ZURICH • Shaken by corruption scandals, global football body Fifa on Wednesday presented the detailed reforms it will ask members to adopt in February at a special congress that seeks to restore its reputation and elect a new leader.
The reforms include limiting the number of terms that top officials can serve, following the eight-year ban for Sepp Blatter, who had been Fifa president for 17 years.
The amendments also seek to put a tighter rein on Fifa's 209 member associations.
A 36-member Fifa council has been proposed to replace the 25-member executive committee.
"This is a landmark occasion in the history of Fifa, and it comes at a crucial time as we focus on the hard work of restoring credibility and stability," acting Fifa president Issa Hayatou said in remarks prepared for a Feb 26 congress in Zurich.
"I hope that all the confederations and our member associations will fully embrace these reforms.
"This will demonstrate that we have learnt from recent events and are taking the necessary steps."
The draft statute amendments released on Wednesday take responsibility for good conduct right to the top.
"The president shall aim to foster a positive image of Fifa and to ensure that Fifa's mission, strategic direction, policies and values, as defined by the council, are protected and advanced," reads one of the amendments.
A similar high bar is set for council members, who now must "faithfully, loyally and independently act in the best interests of Fifa and the promotion and development of football at global level".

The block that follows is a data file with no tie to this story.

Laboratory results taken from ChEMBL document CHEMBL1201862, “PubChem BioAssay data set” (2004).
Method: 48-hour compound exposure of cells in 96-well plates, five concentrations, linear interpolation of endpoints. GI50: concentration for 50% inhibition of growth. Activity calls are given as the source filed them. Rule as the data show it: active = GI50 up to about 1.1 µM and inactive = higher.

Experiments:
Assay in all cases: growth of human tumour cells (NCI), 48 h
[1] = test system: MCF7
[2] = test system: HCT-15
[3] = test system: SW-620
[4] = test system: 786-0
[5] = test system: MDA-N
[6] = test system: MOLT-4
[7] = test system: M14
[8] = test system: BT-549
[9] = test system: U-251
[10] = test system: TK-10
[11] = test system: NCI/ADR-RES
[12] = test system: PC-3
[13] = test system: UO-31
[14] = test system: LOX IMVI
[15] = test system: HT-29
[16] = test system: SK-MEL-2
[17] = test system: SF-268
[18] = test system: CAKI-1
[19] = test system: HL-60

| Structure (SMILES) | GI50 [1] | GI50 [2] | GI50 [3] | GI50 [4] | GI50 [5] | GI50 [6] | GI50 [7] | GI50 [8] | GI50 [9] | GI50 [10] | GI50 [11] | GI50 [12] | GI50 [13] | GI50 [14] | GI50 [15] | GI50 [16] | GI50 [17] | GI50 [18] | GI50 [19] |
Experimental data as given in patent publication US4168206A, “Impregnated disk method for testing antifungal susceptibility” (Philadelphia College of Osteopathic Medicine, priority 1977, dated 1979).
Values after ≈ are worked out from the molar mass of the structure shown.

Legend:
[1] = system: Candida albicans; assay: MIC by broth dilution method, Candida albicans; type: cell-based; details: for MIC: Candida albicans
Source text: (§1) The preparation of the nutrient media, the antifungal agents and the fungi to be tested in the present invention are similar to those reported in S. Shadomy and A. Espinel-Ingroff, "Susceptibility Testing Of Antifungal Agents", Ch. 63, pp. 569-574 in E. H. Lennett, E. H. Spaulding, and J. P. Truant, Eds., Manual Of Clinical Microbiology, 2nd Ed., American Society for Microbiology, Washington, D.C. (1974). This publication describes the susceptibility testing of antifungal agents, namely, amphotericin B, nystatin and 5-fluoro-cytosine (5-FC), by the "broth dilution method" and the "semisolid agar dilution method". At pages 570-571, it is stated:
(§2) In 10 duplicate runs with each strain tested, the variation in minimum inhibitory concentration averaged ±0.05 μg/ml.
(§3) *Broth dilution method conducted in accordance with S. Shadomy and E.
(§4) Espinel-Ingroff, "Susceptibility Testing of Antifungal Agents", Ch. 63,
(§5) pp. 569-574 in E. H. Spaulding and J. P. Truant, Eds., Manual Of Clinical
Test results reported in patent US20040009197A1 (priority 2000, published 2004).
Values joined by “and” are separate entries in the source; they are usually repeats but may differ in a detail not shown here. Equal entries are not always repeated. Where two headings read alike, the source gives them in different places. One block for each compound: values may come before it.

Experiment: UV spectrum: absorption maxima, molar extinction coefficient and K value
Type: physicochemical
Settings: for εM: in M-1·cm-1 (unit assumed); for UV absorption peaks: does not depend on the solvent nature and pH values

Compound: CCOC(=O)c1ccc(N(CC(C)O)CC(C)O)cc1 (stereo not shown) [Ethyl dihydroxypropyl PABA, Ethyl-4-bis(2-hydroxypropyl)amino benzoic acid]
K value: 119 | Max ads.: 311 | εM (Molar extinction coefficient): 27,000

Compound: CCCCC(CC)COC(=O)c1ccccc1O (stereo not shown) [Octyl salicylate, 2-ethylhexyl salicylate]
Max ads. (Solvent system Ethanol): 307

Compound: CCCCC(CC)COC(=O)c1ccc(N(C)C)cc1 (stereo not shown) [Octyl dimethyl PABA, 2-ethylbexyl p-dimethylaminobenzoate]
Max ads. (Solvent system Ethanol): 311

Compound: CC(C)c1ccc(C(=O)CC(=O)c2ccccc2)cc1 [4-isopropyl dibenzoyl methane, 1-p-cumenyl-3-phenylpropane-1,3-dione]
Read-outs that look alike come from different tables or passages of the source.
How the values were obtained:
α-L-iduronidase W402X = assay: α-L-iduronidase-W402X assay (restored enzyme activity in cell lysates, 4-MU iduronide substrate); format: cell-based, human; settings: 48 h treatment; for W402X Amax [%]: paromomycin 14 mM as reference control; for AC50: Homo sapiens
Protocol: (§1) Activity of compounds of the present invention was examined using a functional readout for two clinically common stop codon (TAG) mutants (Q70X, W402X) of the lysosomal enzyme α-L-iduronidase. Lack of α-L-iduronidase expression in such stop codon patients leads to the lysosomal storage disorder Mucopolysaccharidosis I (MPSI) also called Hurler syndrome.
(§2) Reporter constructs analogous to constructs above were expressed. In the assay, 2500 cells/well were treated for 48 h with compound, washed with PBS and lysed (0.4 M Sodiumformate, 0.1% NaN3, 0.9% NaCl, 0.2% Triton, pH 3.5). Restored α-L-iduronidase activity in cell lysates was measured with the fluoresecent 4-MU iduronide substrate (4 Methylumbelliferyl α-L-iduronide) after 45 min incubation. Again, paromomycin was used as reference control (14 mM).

In future, each member association would be responsible "for any and all acts of the members of their bodies caused by the gross negligence or wilful misconduct of such members".
One of the new statutes stipulates that the congress may suspend a member solely at the request of the council.
This appeared to be an attempt to avoid an incident last year, when the Palestine football association proposed the suspension of the Israeli FA.
This sparked fears of similar situations should FAs seek to kick out political enemies.
Meanwhile, former Fifa vice-president Eugenio Figueredo has appeared in court in his native Uruguay, to answer charges linked to the massive corruption scandal.
The 83-year-old, who is the former president of South American confederation Conmebol, was one of seven top football officials arrested in a raid at a luxury hotel in Zurich in May.
That incident kicked off the crisis at Fifa.